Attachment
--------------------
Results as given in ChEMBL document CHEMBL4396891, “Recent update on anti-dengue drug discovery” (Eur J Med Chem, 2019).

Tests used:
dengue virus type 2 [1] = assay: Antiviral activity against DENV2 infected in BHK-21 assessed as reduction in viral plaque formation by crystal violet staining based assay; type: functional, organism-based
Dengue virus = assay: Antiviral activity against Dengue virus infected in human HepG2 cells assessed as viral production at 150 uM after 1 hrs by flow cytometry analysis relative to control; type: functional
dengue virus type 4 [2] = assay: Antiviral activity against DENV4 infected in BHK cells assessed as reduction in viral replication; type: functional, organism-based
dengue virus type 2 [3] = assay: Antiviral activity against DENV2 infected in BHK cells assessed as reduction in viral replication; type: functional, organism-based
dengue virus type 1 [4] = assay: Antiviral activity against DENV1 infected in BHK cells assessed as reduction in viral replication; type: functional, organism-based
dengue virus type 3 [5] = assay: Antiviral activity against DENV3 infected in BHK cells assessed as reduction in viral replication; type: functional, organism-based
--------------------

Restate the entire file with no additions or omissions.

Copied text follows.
Results as given in ChEMBL document CHEMBL4396891, “Recent update on anti-dengue drug discovery” (Eur J Med Chem, 2019).

Tests used:
dengue virus type 2 [1] = assay: Antiviral activity against DENV2 infected in BHK-21 assessed as reduction in viral plaque formation by crystal violet staining based assay; type: functional, organism-based
Dengue virus = assay: Antiviral activity against Dengue virus infected in human HepG2 cells assessed as viral production at 150 uM after 1 hrs by flow cytometry analysis relative to control; type: functional
dengue virus type 4 [2] = assay: Antiviral activity against DENV4 infected in BHK cells assessed as reduction in viral replication; type: functional, organism-based
dengue virus type 2 [3] = assay: Antiviral activity against DENV2 infected in BHK cells assessed as reduction in viral replication; type: functional, organism-based
dengue virus type 1 [4] = assay: Antiviral activity against DENV1 infected in BHK cells assessed as reduction in viral replication; type: functional, organism-based
dengue virus type 3 [5] = assay: Antiviral activity against DENV3 infected in BHK cells assessed as reduction in viral replication; type: functional, organism-based